Jesse Ventura verdict watch: What's taking so long? -

Jesse Ventura verdict watch: What's taking so long?

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Normally, our jobs are nowhere near this quiet.

We sit on the 7th floor of the United States Courthouse in St. Paul, Minn., waiting word from a jury of 10 people who are in a room just down a secured hallway. The reporters assembled here represent all 4 local TV stations, both local major newspapers, plus writers for the Associated Press and Reuters. We wait here because the judge in this case said once the jury says they have a verdict, he’s only going to wait 10 minutes until it’s announced in court.

There are a couple other new people here today, but I’m not entirely sure who they are. I believe at least one of them is simply a curious member of the public wanting to witness something interesting. So far, since the jury began deliberating around 1 p.m. Tuesday, nothing particularly interesting has happened.

Through Thursday, the jury had deliberated roughly 19 hours by our count. That’s far longer than anyone expected and the conventional wisdom is it bodes well for Ventura’s case. The former governor’s lawsuit makes 3 claims: first, that former SEAL Chris Kyle defamed him both in his book “American Sniper” and in TV and radio appearances promoting it; second, that he invaded his privacy by misappropriating his name and likeness; and third, Kyle was “unjustly enriched” (legal term) by both of the first two claims.

The jury only has to consider the second and third claims (misappropriation and unjust enrichment) if they answer yes to the first, that Ventura was in fact defamed. If they say he was not defamed, they are done -- don’t have to deliberate the other two, and we all go home.

So what’s taking so long?

We have no idea, only theories. And we speculate because we have plenty of time on our hands sitting here on the 7th floor huddled in groups around the electrical outlets that keep our laptops and phones with a healthy charge.

I talked to David Schultz on the phone. He’s the Hamline professor we often interview for political and legal stories. His gut feeling is the jury is deadlocked, but cautioned that we might as well be two guys withe a Ouija board. We have no idea.

The first possibility is that the jury is simply at a stalemate on any of these issues, entirely possible because it’s so complicated. With each of the three claims, the jury has to decide on financial damages, meaning there are really six things total they have to debate…if they get past defamation.

And, that first claim, defamation, has three separate parts to consider just in itself.

For defamation, the jury has to find that Kyle harmed Ventura’s reputation with the story. I believe that has been shown. They also need to decide that the story was “not substantially accurate.” Chris Kyle himself, in video deposition a few months before his murder last year, admitted that details in the printed story were probably not true. For example, he didn’t see Ventura take a swing first. He also conceded that tables did not fly, since he says they were actually nowhere near any tables. He also admitted he didn’t witnesses Ventura hit his head on the ground. I believe that really does call into question the credibility of the entire story.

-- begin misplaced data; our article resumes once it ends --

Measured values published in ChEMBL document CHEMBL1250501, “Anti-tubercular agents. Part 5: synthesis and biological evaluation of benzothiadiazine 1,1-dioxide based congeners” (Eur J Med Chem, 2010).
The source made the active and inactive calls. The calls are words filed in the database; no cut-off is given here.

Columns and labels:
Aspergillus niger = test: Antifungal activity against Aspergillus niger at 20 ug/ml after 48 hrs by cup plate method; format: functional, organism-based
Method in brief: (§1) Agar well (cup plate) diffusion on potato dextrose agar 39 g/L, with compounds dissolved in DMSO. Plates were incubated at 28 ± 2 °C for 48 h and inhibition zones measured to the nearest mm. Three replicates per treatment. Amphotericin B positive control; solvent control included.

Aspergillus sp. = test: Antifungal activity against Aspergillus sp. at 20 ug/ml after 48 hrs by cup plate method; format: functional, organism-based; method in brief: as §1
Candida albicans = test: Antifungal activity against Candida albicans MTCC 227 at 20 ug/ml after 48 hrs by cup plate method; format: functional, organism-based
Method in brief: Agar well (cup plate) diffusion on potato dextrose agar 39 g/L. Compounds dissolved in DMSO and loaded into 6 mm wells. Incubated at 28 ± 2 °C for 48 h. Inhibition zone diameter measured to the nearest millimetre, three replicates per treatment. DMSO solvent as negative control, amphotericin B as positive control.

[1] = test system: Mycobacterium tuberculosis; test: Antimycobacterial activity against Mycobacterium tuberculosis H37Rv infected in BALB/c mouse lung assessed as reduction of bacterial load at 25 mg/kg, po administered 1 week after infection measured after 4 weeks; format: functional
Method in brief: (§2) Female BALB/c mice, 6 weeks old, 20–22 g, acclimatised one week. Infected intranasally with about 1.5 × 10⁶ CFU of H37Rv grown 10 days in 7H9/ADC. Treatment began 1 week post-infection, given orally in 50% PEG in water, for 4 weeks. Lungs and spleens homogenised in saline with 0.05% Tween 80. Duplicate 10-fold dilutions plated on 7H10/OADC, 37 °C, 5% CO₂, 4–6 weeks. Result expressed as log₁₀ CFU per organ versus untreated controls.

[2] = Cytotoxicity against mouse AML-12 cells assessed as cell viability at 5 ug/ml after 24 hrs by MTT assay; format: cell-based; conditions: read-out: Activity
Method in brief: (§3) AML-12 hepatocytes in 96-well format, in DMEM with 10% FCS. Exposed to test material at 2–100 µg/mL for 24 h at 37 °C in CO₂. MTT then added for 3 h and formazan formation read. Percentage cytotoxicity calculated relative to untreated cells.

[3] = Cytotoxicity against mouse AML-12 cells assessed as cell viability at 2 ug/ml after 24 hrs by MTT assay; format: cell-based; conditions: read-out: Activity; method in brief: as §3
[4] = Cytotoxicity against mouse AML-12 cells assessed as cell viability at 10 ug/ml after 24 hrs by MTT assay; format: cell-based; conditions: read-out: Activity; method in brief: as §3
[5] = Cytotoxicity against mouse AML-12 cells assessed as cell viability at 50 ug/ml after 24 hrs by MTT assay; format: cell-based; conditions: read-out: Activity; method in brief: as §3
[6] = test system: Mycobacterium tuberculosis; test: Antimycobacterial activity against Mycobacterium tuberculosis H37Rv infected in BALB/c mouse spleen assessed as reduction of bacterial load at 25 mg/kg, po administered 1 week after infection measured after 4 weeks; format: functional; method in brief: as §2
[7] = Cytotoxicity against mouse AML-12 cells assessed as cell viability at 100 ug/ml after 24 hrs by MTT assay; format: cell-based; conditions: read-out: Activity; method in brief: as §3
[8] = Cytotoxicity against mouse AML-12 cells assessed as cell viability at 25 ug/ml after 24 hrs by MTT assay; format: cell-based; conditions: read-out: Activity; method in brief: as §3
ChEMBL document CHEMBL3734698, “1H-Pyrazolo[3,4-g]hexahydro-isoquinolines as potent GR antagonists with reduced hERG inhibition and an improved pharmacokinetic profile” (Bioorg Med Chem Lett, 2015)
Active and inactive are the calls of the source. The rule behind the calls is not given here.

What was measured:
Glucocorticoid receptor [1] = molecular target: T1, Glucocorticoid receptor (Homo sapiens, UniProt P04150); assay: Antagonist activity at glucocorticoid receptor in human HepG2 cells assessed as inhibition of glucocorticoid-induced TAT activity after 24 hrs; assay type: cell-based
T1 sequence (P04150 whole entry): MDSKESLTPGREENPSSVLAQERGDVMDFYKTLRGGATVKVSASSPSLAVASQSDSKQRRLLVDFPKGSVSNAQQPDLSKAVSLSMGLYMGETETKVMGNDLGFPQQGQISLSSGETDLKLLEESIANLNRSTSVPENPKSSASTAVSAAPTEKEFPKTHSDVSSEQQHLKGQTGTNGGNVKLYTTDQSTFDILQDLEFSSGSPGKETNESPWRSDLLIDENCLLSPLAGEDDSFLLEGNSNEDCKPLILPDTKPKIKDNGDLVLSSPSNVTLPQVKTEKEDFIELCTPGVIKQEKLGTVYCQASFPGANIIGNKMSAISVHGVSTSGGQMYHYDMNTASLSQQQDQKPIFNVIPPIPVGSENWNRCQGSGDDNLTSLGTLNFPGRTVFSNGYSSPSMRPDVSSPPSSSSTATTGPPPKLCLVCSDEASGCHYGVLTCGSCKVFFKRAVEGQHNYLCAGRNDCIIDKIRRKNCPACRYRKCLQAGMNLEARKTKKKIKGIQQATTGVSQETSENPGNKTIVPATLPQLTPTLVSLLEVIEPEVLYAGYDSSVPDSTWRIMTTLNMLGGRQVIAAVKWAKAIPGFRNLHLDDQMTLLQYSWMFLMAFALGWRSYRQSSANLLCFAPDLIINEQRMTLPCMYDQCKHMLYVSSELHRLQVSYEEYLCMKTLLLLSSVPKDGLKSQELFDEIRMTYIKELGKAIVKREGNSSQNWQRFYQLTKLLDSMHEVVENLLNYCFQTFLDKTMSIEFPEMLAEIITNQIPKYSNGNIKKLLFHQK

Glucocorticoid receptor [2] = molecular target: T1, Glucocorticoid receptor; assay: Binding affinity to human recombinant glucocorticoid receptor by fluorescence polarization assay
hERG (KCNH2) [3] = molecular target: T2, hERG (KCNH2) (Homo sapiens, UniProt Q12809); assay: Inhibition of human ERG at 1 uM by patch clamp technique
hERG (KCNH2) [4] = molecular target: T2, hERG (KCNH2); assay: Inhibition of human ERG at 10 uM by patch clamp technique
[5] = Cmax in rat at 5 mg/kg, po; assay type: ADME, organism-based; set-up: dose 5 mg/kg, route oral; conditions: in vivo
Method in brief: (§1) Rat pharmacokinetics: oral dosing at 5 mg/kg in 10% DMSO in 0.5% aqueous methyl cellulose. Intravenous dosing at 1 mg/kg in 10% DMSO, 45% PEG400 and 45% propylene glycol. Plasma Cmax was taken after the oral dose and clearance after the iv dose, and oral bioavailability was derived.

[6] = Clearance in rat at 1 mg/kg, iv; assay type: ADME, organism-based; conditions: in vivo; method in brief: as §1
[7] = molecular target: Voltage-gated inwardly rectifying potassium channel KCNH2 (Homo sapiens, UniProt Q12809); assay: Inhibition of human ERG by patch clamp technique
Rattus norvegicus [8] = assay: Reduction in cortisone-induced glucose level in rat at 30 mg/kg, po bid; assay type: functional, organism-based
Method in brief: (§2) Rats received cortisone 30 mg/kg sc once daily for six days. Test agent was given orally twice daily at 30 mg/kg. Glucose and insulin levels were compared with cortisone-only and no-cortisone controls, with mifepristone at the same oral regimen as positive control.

And then there’s the quote: “You deserve to lose a few.”

That is what Ventura said hurt his reputation, the accusation he said that military members deserve to die. It is really the entire reason we are here. And here’s the problem with that, if I were on that jury. Only one person of the defense’s 11 witnesses said they heard it too. And that witness is a fellow SEAL who admitted to drinking heavily, who admitted he was disgusted that Ventura had pushed this lawsuit after Chris Kyle’s murder and said he walked up just as Ventura said those words and Kyle slugged him. Ventura’s lawyer suggested that was awfully convenient timing.

The third part of defamation is that Kyle had to know or believe the story was not true. That part is tough and is one spot where you could get a jury stuck. There’s not much evidence either way that can convince you what Chris Kyle believed or not. You’d have to go on whether you thought it was very likely a complete fabrication.

The other thing that could take so long is that the jurors, if they do decide Ventura was defamed, then must decide how much money Ventura should get in damages. That could easily be a tough debate, too. Ventura said in his testimony that he believes the book became a bestseller entirely because of the two pages written about him. I think that’s ridiculous. Ventura’s story may have helped get it some attention, but I don’t think anyone bought a several hundred page autobiography to read a two page story they’d already heard about in the same sparse detail.

Ventura’s lawyer, in his closing argument to the jury, said the book may have earned as much as $15 million dollars. He told the jury that damages were up to them to decide, but told them maybe they figured it was worth the entire $15 million, or maybe it was worth $10 million or perhaps $5 million. They get to figure it out. If they’ve gotten to that point, it’s certainly a healthy debate.

For now, we wait to find out what they decide.

It could come at any second. It could come next week. We just don’t know. We sit. We charge electronics. We wait to see if the jury is brought lunch. Then we try to guess what that is, too.

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